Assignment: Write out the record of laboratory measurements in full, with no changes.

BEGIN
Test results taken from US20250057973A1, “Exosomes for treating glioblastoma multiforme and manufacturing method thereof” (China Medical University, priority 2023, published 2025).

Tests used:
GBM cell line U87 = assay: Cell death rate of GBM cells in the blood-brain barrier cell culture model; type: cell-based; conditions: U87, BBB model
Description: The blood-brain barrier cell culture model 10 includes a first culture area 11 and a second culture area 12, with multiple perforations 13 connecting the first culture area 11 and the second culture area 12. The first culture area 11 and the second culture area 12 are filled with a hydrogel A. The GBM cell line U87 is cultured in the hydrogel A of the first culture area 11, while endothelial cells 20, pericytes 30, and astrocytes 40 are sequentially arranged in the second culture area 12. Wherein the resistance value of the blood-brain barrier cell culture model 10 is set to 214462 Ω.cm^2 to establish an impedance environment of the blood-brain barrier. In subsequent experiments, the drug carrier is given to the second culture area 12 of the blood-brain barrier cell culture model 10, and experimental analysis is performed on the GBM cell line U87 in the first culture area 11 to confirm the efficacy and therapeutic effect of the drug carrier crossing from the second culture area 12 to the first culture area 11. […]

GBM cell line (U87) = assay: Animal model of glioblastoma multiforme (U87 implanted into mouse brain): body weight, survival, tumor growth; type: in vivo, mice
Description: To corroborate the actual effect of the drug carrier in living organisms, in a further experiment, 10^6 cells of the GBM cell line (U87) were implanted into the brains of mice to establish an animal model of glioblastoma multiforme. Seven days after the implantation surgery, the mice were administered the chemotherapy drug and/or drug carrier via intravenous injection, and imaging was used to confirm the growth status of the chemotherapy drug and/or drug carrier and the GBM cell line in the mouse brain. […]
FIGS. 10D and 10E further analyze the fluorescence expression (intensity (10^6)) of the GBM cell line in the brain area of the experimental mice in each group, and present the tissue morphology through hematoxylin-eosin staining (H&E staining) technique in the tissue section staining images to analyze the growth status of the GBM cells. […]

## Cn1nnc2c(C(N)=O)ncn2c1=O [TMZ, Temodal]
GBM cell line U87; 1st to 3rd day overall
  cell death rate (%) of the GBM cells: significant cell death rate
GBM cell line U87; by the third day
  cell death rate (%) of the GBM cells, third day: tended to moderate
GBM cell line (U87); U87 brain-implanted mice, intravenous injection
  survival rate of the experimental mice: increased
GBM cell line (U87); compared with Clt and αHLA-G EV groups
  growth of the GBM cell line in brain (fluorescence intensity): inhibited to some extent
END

Test results taken from US20250057973A1, “Exosomes for treating glioblastoma multiforme and manufacturing method thereof” (China Medical University, priority 2023, published 2025).

Tests used:
GBM cell line U87 = assay: Cell death rate of GBM cells in the blood-brain barrier cell culture model; type: cell-based; conditions: U87, BBB model
Description: The blood-brain barrier cell culture model 10 includes a first culture area 11 and a second culture area 12, with multiple perforations 13 connecting the first culture area 11 and the second culture area 12. The first culture area 11 and the second culture area 12 are filled with a hydrogel A. The GBM cell line U87 is cultured in the hydrogel A of the first culture area 11, while endothelial cells 20, pericytes 30, and astrocytes 40 are sequentially arranged in the second culture area 12. Wherein the resistance value of the blood-brain barrier cell culture model 10 is set to 214462 Ω.cm^2 to establish an impedance environment of the blood-brain barrier. In subsequent experiments, the drug carrier is given to the second culture area 12 of the blood-brain barrier cell culture model 10, and experimental analysis is performed on the GBM cell line U87 in the first culture area 11 to confirm the efficacy and therapeutic effect of the drug carrier crossing from the second culture area 12 to the first culture area 11. […]

GBM cell line (U87) = assay: Animal model of glioblastoma multiforme (U87 implanted into mouse brain): body weight, survival, tumor growth; type: in vivo, mice
Description: To corroborate the actual effect of the drug carrier in living organisms, in a further experiment, 10^6 cells of the GBM cell line (U87) were implanted into the brains of mice to establish an animal model of glioblastoma multiforme. Seven days after the implantation surgery, the mice were administered the chemotherapy drug and/or drug carrier via intravenous injection, and imaging was used to confirm the growth status of the chemotherapy drug and/or drug carrier and the GBM cell line in the mouse brain. […]
FIGS. 10D and 10E further analyze the fluorescence expression (intensity (10^6)) of the GBM cell line in the brain area of the experimental mice in each group, and present the tissue morphology through hematoxylin-eosin staining (H&E staining) technique in the tissue section staining images to analyze the growth status of the GBM cells. […]

## Cn1nnc2c(C(N)=O)ncn2c1=O [TMZ, Temodal]
GBM cell line U87; 1st to 3rd day overall
  cell death rate (%) of the GBM cells: significant cell death rate
GBM cell line U87; by the third day
  cell death rate (%) of the GBM cells, third day: tended to moderate
GBM cell line (U87); U87 brain-implanted mice, intravenous injection
  survival rate of the experimental mice: increased
GBM cell line (U87); compared with Clt and αHLA-G EV groups
  growth of the GBM cell line in brain (fluorescence intensity): inhibited to some extent